In this perspective, the claims by Noguerol were founded. Due to misinformation, Noguerol believed his wife to be dead. He later remained due to the existence of a law requiring that he be married. However, the Spanish legal system at the time did not recognize his claims, arguing that he had known well that he had a wife when he married Catalina. Noguerol did not have any ill intention based on the fact that bigamy was illegal. Noguerol had left to avoid an arranged marriage. From the onset, his intentions were not to replace his ‘wife’. Even after being informed of his wife’s demise, he still did not marry. It was only after the implementation of a new decree that he decided to remarry. To this end, Francisco can be said to be a victim of circumstances. Noguerol’s innocence can be further reinforced by the existence of evidence suggesting otherwise. Two respectable nuns sent him a letter articulating the demise of his wife. Basically, Noguerol was innocently led to believe that his wife had passed on, and remarrying as necessary.3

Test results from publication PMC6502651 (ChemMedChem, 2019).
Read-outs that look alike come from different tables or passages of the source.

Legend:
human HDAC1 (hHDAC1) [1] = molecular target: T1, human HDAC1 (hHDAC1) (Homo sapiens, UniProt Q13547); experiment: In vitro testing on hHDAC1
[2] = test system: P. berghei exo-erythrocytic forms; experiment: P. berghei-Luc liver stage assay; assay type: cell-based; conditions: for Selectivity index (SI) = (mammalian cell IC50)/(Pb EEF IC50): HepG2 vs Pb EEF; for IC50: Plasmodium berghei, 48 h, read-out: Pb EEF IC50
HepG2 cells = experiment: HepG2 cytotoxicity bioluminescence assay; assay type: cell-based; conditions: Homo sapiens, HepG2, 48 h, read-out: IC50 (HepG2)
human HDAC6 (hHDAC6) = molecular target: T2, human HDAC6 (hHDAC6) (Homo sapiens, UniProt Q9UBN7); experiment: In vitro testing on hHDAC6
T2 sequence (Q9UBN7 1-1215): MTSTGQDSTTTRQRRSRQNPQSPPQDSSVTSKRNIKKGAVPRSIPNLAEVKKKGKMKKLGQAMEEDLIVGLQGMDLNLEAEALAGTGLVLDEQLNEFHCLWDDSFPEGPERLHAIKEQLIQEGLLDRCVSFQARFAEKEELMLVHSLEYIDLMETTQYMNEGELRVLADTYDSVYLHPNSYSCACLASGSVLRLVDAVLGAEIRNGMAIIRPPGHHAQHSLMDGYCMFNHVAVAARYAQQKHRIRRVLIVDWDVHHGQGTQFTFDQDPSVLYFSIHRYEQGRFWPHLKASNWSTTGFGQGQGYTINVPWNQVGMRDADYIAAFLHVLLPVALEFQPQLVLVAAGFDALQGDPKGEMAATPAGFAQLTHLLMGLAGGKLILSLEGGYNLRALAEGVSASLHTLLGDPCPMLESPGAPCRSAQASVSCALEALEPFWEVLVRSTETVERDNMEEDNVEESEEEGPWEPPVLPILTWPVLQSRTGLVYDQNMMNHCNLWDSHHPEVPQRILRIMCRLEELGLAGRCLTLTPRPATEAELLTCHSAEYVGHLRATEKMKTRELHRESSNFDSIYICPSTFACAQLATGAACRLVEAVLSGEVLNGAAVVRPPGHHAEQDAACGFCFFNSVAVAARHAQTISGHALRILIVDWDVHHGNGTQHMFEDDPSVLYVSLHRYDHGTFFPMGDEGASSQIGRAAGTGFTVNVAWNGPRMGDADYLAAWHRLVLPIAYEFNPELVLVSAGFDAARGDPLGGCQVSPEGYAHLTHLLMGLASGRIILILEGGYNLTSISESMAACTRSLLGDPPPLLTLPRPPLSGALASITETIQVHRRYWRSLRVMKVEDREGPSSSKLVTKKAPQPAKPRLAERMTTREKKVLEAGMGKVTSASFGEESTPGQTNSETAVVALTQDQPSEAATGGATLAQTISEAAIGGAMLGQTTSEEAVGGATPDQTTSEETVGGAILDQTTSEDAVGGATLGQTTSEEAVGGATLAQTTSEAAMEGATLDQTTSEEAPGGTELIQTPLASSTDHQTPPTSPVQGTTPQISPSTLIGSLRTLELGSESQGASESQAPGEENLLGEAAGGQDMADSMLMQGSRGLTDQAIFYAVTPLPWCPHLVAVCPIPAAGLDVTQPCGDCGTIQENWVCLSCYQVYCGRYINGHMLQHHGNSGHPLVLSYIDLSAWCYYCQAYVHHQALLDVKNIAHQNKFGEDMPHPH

In addition, Noguerol’s sisters confirmed of their authorship of the letters. However, a questionable aspect arises when they are not questioned regarding their actions after discovering that Beatriz was alive. Also, it was not clear whether Noguerol had been notified of the existence of his first wife thereafter. This was adequate proof of Noguerol’s claims of ‘truthful ignorance’. He had made the decision to marry Catalina was made on a truthful basis; he did believe that Beatriz was dead. Furthermore, the law required that of him. The king had passed a new ordinance that required all encomenderors like Noguerol to be married. Therefore, Noguerol wanted to safeguard his encomienda status when he married Catalina. However, doubt is cast on Francisco’s claims after the discovery that had information regarding his first wife prior to going home4. Noguerol had had information from unreliable sources that his first wife was alive. However, prior information from his sisters outweighed this new information.
In conclusion, Noguerol’s claims of being a truthful ignorant person were true. Noguerol’s decision to marry Catalina was entirely in good faith as he believed his first wife to be dead. In addition, it was a prerequisite to his stature that he be married. This was after the passing of a decree by the King. Evidence suggests that he would have shied away from marrying had he known that Beatriz was alive. Perhaps, he might have gone for her. Therefore, Noguerol was absolutely right when he claimed that he was guilty of truthful ignorance and good faith only.5
Cook, Alexandra Parma and Noble David Cook. Good Faith and Truthful Ignorance: A Case of Transatlantic Bigamy. reprint, illustrated. New York: Duke University Press, 1990.